Wide Angle Lens

Being an indoor lifestyle newborn photographer, my wide angle lens quickly became my most used and favorite lens, allowing me to photograph in smaller spaces fairly effortlessly.  If you plan on taking a lot of indoor photos, I would definitely recommend this lens.  It is butter!

Education

Education was and still is something that I invest in regularly.  I have had many game changing moments when learning about photography both during hands on experience and when investing in education.  If you are interested in family photography, be sure to read The Family Photograph: Unlocking the Secrets To Successful Lifestyle Family Sessions.  And if you are interested in lifestyle newborn photography, you definitely need to check out The Ultimate Newborn Session Guide Bundle.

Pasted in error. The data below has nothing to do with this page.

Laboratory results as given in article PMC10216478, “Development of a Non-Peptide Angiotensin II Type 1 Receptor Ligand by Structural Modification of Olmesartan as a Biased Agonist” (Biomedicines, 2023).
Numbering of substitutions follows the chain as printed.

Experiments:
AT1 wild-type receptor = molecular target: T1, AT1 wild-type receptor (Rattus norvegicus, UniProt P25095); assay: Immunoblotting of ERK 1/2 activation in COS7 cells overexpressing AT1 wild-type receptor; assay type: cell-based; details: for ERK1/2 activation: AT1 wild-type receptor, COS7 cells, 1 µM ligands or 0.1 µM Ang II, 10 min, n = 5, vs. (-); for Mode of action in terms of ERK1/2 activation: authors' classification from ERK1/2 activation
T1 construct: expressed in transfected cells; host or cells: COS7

A Daily Organizer

Hands down, a must have yearly purchase is a daily organizer.  From helping me schedule sessions, build in time for post-session workflow and create harmony between my personal and business tasks, this is the only planner that I use.  I am definitely a pencil and paper type of girl, as I feel like that is just how my brain works…I love spilling out my ideas and tasks on paper so that I can cross things off.  Plus, I think this planner always brings a fresh visual happiness to my work area.  And one of my favorite things?  You can get color coded stickers to help organize your task.  Need I say more than the words “color coded”!?

Back Up Camera